F. God is for believers - no one can effectually be against them, Rom 8:31-34.
1.That God is for believers is undeniably true since He has already given His own Son to die for their sins. Certainly, God would not give His most precious possession for His elect and then withhold from them blessings of a lesser nature.
2.God's people have been cleared in His court of justice from all of their sins. Since God's justice has been completely satisfied, who is there to charge or condemn believers? Would Christ Jesus condemn the very people He loved and gave Himself for, was raised for, and even now intercedes for?
G. God's love for His people is infinite and unchangeable, and nothing in all creation can separate believers from it, Rom 8:35-39
This is the last step in the climax of the apostle's argument; the very summit of the mount of confidence, whence he looks down on his enemies as powerless, and forward and upward with full assurance of a final and abundant triumph. No one can accuse, no one can condemn, no one can separate us from the love of Christ.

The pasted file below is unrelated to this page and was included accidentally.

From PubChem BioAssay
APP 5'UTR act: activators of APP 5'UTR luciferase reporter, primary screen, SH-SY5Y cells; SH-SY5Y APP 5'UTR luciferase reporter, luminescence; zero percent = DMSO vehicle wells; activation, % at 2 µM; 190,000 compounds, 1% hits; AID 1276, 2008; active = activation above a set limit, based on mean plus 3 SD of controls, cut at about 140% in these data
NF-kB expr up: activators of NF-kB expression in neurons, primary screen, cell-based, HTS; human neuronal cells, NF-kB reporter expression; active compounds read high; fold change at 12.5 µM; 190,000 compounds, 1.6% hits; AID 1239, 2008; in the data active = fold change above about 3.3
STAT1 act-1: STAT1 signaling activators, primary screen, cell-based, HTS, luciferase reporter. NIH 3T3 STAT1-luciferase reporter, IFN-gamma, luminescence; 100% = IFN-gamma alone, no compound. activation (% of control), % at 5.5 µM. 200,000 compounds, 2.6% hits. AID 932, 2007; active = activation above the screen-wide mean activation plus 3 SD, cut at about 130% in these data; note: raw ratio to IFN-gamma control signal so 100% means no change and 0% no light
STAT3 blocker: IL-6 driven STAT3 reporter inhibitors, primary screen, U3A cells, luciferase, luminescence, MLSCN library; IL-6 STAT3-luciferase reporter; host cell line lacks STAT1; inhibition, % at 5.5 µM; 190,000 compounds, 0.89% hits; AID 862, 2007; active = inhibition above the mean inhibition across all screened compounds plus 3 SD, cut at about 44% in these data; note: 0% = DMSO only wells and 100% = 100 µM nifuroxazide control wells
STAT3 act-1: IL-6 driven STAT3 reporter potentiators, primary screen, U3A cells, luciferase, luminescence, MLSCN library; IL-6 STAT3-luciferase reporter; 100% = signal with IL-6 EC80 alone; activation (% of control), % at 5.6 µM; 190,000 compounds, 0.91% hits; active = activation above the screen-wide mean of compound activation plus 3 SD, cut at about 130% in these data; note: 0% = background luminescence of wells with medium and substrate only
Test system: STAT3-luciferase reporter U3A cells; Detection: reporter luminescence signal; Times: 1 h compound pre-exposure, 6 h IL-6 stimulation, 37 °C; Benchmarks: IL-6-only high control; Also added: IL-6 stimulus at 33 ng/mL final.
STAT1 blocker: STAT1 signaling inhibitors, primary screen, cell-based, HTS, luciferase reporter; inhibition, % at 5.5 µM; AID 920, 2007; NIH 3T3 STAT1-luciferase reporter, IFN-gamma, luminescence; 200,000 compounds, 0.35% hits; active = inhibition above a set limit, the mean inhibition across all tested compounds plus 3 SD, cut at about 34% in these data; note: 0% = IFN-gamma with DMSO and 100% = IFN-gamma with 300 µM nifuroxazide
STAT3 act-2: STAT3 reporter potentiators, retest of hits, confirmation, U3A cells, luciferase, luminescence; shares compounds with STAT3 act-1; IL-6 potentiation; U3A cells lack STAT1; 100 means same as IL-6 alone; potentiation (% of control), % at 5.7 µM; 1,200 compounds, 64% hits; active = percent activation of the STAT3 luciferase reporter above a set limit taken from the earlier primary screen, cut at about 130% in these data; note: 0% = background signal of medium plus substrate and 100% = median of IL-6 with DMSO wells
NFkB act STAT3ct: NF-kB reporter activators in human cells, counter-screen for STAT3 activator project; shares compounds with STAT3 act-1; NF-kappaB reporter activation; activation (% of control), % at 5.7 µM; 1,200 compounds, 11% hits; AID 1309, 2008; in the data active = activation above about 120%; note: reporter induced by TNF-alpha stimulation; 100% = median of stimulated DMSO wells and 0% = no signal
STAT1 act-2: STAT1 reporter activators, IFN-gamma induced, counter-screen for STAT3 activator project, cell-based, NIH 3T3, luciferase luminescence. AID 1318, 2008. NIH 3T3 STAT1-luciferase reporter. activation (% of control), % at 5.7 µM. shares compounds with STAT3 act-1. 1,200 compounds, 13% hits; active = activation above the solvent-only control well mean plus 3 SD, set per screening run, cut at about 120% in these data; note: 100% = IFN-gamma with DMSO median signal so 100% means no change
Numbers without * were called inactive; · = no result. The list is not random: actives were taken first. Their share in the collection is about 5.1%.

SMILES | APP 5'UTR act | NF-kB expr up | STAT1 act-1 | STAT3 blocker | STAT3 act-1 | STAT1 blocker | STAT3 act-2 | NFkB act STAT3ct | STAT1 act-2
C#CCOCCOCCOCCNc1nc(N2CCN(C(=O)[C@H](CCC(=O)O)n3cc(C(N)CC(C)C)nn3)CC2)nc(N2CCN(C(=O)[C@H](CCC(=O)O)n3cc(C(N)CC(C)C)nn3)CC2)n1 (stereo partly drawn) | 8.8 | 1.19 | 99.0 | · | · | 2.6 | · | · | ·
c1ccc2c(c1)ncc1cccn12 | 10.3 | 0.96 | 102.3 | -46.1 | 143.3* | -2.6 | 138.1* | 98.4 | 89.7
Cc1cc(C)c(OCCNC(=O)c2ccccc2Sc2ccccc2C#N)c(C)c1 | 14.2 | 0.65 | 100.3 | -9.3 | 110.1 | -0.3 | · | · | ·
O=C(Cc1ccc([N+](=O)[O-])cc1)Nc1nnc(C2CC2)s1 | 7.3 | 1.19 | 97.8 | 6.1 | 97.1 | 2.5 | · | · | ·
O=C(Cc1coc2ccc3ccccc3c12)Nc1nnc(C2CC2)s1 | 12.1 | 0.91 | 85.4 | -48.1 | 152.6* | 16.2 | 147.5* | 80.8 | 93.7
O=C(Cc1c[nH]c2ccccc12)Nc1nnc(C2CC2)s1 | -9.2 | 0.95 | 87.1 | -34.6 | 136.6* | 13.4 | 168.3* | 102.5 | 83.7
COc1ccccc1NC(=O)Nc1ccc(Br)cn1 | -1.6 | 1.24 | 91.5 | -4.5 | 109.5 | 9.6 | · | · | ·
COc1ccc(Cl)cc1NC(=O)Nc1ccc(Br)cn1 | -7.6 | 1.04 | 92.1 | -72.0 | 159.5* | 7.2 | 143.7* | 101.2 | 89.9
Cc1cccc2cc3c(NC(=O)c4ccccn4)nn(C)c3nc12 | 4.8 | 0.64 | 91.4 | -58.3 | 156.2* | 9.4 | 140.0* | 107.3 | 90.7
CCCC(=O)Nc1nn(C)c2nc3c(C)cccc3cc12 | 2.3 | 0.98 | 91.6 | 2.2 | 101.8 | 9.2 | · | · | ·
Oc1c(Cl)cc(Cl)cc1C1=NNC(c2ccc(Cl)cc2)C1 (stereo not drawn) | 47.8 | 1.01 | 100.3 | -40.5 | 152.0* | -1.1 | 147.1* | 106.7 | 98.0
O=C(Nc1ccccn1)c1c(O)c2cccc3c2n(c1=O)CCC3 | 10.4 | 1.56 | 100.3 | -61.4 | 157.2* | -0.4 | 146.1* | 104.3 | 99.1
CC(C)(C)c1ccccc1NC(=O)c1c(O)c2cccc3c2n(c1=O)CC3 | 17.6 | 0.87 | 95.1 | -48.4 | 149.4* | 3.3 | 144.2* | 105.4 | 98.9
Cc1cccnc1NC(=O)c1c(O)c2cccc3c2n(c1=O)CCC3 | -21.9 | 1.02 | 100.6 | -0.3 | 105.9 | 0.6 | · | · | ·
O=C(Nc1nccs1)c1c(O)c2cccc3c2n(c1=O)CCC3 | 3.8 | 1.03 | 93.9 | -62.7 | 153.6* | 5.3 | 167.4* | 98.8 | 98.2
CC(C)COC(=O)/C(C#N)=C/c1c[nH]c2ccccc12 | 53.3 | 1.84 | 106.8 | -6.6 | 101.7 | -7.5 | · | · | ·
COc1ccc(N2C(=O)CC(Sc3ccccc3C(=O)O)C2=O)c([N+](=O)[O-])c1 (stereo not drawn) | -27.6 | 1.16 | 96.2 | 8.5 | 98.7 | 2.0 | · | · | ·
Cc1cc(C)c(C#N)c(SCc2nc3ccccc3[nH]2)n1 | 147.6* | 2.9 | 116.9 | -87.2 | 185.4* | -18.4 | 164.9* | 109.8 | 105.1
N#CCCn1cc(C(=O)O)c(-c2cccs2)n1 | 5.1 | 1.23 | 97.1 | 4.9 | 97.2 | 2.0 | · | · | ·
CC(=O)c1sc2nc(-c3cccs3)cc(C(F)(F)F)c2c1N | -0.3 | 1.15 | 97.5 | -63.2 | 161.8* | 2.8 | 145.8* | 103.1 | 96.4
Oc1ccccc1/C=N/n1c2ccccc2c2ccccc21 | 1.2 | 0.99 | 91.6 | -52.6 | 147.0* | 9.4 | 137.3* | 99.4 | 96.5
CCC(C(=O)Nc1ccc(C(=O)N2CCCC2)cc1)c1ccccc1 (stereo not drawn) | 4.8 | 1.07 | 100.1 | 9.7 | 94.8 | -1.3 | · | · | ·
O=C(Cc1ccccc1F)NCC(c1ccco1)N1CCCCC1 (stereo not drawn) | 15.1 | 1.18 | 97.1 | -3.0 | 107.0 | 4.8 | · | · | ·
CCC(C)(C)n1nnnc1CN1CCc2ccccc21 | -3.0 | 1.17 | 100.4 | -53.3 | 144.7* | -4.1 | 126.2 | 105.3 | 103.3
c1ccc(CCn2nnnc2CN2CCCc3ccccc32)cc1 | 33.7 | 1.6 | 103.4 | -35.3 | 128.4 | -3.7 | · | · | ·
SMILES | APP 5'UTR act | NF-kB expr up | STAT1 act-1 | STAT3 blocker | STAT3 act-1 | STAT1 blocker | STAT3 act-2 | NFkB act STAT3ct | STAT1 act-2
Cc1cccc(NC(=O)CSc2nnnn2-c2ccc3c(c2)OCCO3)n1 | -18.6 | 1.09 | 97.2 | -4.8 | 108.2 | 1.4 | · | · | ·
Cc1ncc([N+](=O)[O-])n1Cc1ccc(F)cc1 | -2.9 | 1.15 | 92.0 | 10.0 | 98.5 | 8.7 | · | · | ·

In the contemplation of himself as a sinner, he mournfully exclaims, 'O wretched man that I am!' In the contemplation of himself as justified in Christ, he boldly demands, 'Who shall lay anything to my charge? Who is he that condemns?' Well may the man who loves God defy the universe to separate him from the love of God which is in Christ Jesus his Lord. Although at present the whole creation groans and travails in pain together, although even he himself groans within himself, yet all things are working together for his good.
1. The Holy Spirit is interceding for him in his heart;
2. Jesus Christ is interceding for him before the throne;
3. God the Father has chosen him from eternity, has called him, has justified him, and will finally crown him with glory.
The Apostle had begun this chapter by declaring that there is no condemnation to them who are in Christ Jesus; he concludes it with the triumphant assurance that there is no separation from His love. The salvation of believers is complete in Christ, and their union with Him indissoluble.